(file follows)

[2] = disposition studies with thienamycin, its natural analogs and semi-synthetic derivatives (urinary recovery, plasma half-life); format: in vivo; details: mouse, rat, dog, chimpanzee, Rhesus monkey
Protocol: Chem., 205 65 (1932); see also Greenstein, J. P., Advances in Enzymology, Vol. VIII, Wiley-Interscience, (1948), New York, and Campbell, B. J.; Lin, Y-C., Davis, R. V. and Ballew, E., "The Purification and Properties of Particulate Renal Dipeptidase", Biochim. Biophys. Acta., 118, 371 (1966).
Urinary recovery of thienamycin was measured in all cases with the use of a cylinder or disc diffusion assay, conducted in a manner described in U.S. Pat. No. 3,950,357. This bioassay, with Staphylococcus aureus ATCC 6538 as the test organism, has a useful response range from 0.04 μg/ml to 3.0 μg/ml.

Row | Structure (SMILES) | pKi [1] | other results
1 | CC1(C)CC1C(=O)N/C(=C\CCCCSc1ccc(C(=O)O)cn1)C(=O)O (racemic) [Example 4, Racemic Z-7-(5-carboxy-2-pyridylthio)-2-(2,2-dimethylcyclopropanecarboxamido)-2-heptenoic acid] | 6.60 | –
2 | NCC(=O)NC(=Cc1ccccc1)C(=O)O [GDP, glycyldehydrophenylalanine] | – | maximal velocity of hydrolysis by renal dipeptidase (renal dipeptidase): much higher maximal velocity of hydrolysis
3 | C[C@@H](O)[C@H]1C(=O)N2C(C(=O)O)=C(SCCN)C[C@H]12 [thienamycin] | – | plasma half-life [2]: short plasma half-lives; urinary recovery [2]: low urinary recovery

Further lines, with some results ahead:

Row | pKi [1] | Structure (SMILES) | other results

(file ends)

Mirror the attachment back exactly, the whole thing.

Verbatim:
[2] = disposition studies with thienamycin, its natural analogs and semi-synthetic derivatives (urinary recovery, plasma half-life); format: in vivo; details: mouse, rat, dog, chimpanzee, Rhesus monkey
Protocol: Chem., 205 65 (1932); see also Greenstein, J. P., Advances in Enzymology, Vol. VIII, Wiley-Interscience, (1948), New York, and Campbell, B. J.; Lin, Y-C., Davis, R. V. and Ballew, E., "The Purification and Properties of Particulate Renal Dipeptidase", Biochim. Biophys. Acta., 118, 371 (1966).
Urinary recovery of thienamycin was measured in all cases with the use of a cylinder or disc diffusion assay, conducted in a manner described in U.S. Pat. No. 3,950,357. This bioassay, with Staphylococcus aureus ATCC 6538 as the test organism, has a useful response range from 0.04 μg/ml to 3.0 μg/ml.

Row | Structure (SMILES) | pKi [1] | other results
1 | CC1(C)CC1C(=O)N/C(=C\CCCCSc1ccc(C(=O)O)cn1)C(=O)O (racemic) [Example 4, Racemic Z-7-(5-carboxy-2-pyridylthio)-2-(2,2-dimethylcyclopropanecarboxamido)-2-heptenoic acid] | 6.60 | –
2 | NCC(=O)NC(=Cc1ccccc1)C(=O)O [GDP, glycyldehydrophenylalanine] | – | maximal velocity of hydrolysis by renal dipeptidase (renal dipeptidase): much higher maximal velocity of hydrolysis
3 | C[C@@H](O)[C@H]1C(=O)N2C(C(=O)O)=C(SCCN)C[C@H]12 [thienamycin] | – | plasma half-life [2]: short plasma half-lives; urinary recovery [2]: low urinary recovery

Further lines, with some results ahead:

Row | pKi [1] | Structure (SMILES) | other results